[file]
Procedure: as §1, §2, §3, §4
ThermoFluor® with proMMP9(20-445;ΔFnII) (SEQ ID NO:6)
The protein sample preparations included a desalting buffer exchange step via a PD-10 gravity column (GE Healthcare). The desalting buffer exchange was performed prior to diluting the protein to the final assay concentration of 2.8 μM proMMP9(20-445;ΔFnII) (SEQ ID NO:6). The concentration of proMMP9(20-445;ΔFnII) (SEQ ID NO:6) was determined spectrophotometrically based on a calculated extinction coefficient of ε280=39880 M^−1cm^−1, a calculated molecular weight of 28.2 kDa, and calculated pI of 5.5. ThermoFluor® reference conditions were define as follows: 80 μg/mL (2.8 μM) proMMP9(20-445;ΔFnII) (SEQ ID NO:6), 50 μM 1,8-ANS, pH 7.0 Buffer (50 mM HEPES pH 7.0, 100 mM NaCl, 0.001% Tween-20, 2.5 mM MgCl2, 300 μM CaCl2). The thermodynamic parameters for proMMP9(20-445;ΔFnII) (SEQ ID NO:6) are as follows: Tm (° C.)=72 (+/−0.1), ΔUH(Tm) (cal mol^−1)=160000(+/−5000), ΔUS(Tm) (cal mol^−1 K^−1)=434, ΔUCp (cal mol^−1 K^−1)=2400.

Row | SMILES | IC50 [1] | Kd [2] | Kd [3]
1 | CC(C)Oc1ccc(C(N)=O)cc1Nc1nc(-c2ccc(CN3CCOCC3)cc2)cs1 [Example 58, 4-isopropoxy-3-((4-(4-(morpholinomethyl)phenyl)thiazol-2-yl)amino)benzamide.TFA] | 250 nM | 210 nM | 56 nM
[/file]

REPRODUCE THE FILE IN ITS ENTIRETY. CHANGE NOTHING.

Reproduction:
Procedure: as §1, §2, §3, §4
ThermoFluor® with proMMP9(20-445;ΔFnII) (SEQ ID NO:6)
The protein sample preparations included a desalting buffer exchange step via a PD-10 gravity column (GE Healthcare). The desalting buffer exchange was performed prior to diluting the protein to the final assay concentration of 2.8 μM proMMP9(20-445;ΔFnII) (SEQ ID NO:6). The concentration of proMMP9(20-445;ΔFnII) (SEQ ID NO:6) was determined spectrophotometrically based on a calculated extinction coefficient of ε280=39880 M^−1cm^−1, a calculated molecular weight of 28.2 kDa, and calculated pI of 5.5. ThermoFluor® reference conditions were define as follows: 80 μg/mL (2.8 μM) proMMP9(20-445;ΔFnII) (SEQ ID NO:6), 50 μM 1,8-ANS, pH 7.0 Buffer (50 mM HEPES pH 7.0, 100 mM NaCl, 0.001% Tween-20, 2.5 mM MgCl2, 300 μM CaCl2). The thermodynamic parameters for proMMP9(20-445;ΔFnII) (SEQ ID NO:6) are as follows: Tm (° C.)=72 (+/−0.1), ΔUH(Tm) (cal mol^−1)=160000(+/−5000), ΔUS(Tm) (cal mol^−1 K^−1)=434, ΔUCp (cal mol^−1 K^−1)=2400.

Row | SMILES | IC50 [1] | Kd [2] | Kd [3]
1 | CC(C)Oc1ccc(C(N)=O)cc1Nc1nc(-c2ccc(CN3CCOCC3)cc2)cs1 [Example 58, 4-isopropoxy-3-((4-(4-(morpholinomethyl)phenyl)thiazol-2-yl)amino)benzamide.TFA] | 250 nM | 210 nM | 56 nM